on the one hand, this book is adorable and hilarious. on the other hand, it is full of daaaaangerous lessons.
—station break to make clear that i am an adult person reading this book as an adult person, strictly for pleasure and entertainment. if you are looking for intel about this book’s likelihood to delight your wee nuggets, there’s definitely a better review out there for your needs.*—
this is a story about a bear named reuben. he seems like a nice guy at first—a real pal, thoughtfully bringing donuts for all of his fellow-creatures, even more thoughtfully demonstrating that he knows their individual donut-preferences and has purchased their favorites, even if they are ‘gross,’ like maple-bacon. <— which opinion already marks him as an antihero.)
but then OH NO AWKWARD! someone has wet his pants! how could this have happened??
this spurs him on to a series of interrogations and speculations about which of his “friends” is responsible for his embarrassing situation.
they are all very understanding and patient, gently reassuring him that everyone has accidents, but that only makes him lash out more aggressively with his accusations. gradually, it becomes clear what really happened, although reuben never acknowledges, and perhaps is not even self-aware enough to identify, the true culprit in the pants-wetting scandal.
the drawings are adorable, and reuben’s roaring investigation is very funny, so i loved this book for me as a grown person.
*spoilers ahead* it really is setting a bad example that if you are publicly humiliated and uncomfortable, you should get irrationally angry and accuse everyone around you of causing your downfall, and when it is suggested—however gently—that it is in fact you who are to blame for your own wet pants, you should never EVER take responsibility or apologize, instead deflecting blame elsewhere, no matter how absurd,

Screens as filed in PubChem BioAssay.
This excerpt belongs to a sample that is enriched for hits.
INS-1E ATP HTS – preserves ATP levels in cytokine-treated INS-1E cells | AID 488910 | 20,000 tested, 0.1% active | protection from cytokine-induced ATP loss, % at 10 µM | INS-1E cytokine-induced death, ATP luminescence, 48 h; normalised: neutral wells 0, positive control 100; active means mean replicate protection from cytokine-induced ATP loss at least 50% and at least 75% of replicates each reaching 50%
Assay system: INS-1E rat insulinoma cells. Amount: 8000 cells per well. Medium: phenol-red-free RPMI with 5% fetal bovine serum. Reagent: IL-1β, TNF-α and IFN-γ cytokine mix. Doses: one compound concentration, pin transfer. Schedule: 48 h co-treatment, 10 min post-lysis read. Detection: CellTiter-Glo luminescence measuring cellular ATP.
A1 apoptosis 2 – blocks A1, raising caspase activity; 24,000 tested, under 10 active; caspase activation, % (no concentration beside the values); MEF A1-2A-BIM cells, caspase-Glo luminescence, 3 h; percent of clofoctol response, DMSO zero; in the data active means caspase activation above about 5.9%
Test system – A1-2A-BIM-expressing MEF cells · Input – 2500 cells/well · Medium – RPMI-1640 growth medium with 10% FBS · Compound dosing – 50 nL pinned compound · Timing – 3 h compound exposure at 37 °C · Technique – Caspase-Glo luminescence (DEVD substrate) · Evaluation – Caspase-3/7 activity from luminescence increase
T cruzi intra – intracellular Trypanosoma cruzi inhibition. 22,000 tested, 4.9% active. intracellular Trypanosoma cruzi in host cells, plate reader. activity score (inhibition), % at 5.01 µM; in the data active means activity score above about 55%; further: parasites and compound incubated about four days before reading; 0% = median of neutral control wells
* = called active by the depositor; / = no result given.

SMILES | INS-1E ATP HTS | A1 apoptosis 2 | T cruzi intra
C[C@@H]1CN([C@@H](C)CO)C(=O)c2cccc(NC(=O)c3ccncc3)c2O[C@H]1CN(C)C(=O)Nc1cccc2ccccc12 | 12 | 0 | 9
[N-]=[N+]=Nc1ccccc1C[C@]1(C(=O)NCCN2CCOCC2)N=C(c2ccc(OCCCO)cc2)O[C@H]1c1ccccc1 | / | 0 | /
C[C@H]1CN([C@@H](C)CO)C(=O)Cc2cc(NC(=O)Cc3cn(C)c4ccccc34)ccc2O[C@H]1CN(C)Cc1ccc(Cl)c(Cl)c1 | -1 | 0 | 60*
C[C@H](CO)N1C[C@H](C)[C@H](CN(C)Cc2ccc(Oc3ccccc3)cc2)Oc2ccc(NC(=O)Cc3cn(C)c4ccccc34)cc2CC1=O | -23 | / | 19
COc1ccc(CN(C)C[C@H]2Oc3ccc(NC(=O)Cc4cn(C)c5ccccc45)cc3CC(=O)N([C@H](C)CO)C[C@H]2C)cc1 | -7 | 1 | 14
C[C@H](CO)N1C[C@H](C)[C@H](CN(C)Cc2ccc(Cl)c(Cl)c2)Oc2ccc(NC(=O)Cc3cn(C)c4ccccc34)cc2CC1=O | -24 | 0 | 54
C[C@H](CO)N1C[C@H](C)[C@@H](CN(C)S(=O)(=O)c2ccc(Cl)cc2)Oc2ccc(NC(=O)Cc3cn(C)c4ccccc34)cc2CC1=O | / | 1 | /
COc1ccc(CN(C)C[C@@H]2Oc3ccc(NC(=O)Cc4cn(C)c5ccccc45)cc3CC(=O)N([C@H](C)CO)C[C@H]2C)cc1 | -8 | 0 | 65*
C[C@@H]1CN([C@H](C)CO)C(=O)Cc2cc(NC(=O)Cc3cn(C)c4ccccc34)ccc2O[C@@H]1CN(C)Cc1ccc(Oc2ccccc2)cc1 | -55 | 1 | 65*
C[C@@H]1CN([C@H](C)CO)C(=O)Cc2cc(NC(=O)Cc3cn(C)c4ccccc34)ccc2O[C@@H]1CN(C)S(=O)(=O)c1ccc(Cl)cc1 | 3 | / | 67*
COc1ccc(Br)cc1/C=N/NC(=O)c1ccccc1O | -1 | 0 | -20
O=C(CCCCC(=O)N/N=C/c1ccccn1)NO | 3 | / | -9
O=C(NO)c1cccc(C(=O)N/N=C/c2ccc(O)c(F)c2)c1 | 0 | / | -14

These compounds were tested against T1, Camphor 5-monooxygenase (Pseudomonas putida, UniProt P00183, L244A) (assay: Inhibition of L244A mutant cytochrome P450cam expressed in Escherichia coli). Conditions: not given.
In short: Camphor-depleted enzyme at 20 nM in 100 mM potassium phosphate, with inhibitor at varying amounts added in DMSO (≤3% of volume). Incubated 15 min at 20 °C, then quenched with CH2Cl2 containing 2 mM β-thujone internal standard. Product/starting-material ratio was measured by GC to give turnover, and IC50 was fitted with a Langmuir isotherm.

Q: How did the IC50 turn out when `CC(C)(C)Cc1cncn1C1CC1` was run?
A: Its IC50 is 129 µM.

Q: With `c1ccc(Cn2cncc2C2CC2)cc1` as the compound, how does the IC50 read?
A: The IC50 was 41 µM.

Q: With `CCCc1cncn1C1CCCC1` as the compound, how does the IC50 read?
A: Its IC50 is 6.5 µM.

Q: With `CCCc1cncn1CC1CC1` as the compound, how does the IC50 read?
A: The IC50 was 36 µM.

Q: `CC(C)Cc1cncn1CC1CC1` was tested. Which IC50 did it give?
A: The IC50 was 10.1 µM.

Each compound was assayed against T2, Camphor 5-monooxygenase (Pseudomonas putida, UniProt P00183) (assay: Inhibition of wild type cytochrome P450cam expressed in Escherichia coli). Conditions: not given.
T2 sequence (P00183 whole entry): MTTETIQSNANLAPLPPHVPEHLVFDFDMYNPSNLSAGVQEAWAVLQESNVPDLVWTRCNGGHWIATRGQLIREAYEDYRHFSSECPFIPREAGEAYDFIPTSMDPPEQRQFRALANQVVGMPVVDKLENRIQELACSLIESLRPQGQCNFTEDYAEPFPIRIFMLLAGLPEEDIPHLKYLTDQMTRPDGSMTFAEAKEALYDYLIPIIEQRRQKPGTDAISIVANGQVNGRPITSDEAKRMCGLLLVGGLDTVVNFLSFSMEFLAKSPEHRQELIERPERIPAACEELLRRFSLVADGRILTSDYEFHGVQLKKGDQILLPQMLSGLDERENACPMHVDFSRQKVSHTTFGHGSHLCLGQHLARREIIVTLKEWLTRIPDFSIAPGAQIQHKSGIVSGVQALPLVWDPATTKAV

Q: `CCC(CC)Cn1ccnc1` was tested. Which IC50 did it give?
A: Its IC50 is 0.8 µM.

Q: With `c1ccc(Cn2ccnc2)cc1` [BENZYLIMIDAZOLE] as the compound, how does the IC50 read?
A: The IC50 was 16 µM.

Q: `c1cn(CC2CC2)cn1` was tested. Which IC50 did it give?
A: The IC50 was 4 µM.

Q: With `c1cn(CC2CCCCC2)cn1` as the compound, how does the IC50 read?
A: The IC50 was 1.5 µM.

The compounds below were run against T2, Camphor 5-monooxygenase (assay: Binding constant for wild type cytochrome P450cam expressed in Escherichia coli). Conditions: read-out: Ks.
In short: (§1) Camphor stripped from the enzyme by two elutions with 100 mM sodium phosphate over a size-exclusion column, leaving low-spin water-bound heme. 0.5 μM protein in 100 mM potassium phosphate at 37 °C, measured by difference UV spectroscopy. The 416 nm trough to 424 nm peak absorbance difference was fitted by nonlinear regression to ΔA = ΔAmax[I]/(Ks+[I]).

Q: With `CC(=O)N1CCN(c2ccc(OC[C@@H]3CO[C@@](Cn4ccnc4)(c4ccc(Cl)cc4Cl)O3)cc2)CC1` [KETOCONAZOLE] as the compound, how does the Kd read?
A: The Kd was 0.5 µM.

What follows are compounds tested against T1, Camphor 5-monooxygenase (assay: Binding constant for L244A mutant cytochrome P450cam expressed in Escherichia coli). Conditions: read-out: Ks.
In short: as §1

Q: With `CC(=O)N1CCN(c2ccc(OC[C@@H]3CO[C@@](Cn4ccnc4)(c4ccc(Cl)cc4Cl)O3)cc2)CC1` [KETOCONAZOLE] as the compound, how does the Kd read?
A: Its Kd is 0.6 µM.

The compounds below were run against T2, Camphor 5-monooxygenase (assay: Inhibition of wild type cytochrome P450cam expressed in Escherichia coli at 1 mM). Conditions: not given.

before magnanimously ‘forgiving’ everyone whose reputation you’ve tried to tarnish and handing out donut-bribes so you look like an awesome person, without even the slightest sense that you realize how your pants ended up in such a state or that you’ve misbehaved at all.
which, honestly, seems like the attitude it takes to succeed in this world, so have at it, kiddoes! oh, right, i sent all the kids and kid-minders away to other reviews. guess it’s just me and my double-autographed copy of this book
and my well-earned empathy badge!
and while we’re being very mature grown-ups, this detail of bear scat-egories was very much appreciated by me.
obviously, all fist-shaking outrage is intended as humor and while reuben’s behavior certainly has similarities to the real-life antics of various contemporary public figures, i do not think that reading this will turn your tadpoles into sociopaths. but rock and roll probably will.
MAY ALL YOUR PANTS STAY DRY!
* although maybe not those reviews that pearl-clutch and tremble at the bear-character’s removal of his wet pants and subsequent pantslessness for the rest of the book—even though the bold turtle is pantsless throughout, and that whore-squirrel is only wearing a freaking neckerchief
without being equally horrified over the fact that it features a bear and a hippo and a lion and a dog and a turtle and a raccoon and a porcupine and a squirrel and a sasquatch all hanging out without eating each other, building a fire, roasting marshmallows, tying their shoes… i’ve seen bear peen before. it is not terrifying. lions and hippos with opposable thumbs? raccoons who can make fire? these hands with tiny torches…
that’s the real threat, folks…